The water management authorities in the Hunza valley are skeptical to apprise about the exact statistics related to water availability and demand because of lack of study in the valley and non-availability of micro-level data, told Dr Bashir Ahmed, Senior Scientific Officer, Climate Change, Alternate Energy and Water Resources Institute (CAEWRI), National Agricultural Research Council (NARC).
Dr Bashir stressed on decadal improvement in the Hunza valley for a sustainable solution. He said, “The role of public sector investment and adopting technological solutions such as solar water pumping are inevitable to be done in Hunza to meet the agricultural demand of water in the region.”
Kamran Ahmed, young social activist of Gojal Valley in Hunza emphatically expressed his concerns over scarcity of utilizable water for household. He said, “Water non-availability issue intensifies in June, July and August due to increased demand, and during December, January and February due to severe cold that freezes tap water and we are posed to acute shortage of water during that time and compelled to utilize contaminated water of the glacier to meet the drinking and household needs”.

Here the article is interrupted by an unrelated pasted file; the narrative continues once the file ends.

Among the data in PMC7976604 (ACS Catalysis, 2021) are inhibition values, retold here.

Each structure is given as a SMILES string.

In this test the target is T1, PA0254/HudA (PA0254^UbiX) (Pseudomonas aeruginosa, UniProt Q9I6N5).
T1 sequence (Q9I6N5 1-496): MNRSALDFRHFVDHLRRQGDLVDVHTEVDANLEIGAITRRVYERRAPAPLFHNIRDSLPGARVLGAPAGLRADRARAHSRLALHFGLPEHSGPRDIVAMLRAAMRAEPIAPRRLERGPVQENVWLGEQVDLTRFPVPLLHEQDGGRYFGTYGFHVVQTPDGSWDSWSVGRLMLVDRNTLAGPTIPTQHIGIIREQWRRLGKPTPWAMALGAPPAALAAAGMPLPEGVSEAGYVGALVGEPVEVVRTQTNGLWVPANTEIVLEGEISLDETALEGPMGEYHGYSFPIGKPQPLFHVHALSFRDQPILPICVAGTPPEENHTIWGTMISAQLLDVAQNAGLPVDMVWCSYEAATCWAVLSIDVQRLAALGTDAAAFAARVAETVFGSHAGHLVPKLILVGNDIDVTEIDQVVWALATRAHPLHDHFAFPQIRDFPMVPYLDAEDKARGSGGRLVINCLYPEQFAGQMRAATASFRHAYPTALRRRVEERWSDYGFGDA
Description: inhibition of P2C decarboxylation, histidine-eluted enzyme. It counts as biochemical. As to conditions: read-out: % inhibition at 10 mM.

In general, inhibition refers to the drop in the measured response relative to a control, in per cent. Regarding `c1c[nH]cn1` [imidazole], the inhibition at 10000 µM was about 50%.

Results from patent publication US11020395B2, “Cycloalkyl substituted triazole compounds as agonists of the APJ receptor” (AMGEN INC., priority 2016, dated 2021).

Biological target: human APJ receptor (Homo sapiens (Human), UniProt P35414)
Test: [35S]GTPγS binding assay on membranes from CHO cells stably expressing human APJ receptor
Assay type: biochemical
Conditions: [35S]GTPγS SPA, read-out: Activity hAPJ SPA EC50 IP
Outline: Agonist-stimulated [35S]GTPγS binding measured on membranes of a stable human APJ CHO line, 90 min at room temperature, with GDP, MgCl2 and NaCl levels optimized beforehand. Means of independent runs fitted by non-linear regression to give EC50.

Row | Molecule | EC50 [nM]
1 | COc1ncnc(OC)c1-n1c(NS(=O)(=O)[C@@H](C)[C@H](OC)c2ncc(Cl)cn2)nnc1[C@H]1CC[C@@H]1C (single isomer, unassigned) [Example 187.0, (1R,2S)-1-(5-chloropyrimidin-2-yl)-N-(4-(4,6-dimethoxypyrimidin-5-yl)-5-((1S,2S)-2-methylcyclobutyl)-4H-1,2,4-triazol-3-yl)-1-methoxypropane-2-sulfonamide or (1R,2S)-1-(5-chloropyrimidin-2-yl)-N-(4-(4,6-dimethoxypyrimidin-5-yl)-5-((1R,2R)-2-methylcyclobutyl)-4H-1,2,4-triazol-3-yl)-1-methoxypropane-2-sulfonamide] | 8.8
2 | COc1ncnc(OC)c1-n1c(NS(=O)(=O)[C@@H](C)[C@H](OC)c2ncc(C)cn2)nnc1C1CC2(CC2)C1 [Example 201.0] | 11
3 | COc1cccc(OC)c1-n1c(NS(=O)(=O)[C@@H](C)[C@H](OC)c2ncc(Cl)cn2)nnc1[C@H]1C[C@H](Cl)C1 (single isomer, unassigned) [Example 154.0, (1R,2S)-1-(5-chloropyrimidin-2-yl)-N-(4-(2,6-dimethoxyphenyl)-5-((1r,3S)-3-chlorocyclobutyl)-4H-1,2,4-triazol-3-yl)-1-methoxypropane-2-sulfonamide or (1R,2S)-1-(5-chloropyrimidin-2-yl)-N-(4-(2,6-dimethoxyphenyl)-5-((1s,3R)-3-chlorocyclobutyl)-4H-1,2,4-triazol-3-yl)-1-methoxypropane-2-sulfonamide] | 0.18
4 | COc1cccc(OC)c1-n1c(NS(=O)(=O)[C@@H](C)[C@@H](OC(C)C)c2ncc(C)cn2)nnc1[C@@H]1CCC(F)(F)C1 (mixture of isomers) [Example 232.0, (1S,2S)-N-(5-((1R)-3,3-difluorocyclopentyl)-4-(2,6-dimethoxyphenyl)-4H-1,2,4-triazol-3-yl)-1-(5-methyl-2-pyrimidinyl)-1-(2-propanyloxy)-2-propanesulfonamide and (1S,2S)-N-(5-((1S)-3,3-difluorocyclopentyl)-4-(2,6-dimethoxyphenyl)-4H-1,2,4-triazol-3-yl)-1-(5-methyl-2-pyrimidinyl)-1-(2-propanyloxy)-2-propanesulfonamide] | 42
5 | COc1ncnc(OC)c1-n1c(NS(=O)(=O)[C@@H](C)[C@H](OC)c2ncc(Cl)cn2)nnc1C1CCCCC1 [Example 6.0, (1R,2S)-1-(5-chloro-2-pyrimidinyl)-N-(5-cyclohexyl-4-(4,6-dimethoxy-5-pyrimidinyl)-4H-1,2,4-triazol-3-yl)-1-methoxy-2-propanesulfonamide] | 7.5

“Household chores like cooking and washing can’t be done properly due to water non-availability in more than six months in a year, causing severe difficulty for the locals while increasing anxiety and depression,” he added.
The threshold of challenges is even bigger than those points mentioned by Kamran. Life becomes stagnant, stale, and colorless thus devaluing the grand panoramic beauty of Hunza and pushing back the tourists due to increasing water problems in the valley.
Dilating upon the water stress challenge, Kamran violently criticized Gilgit-Baltistan government for the languid attitude and urged to address this issue before putting meek efforts that are meant for bringing no good instead of taking political mileage.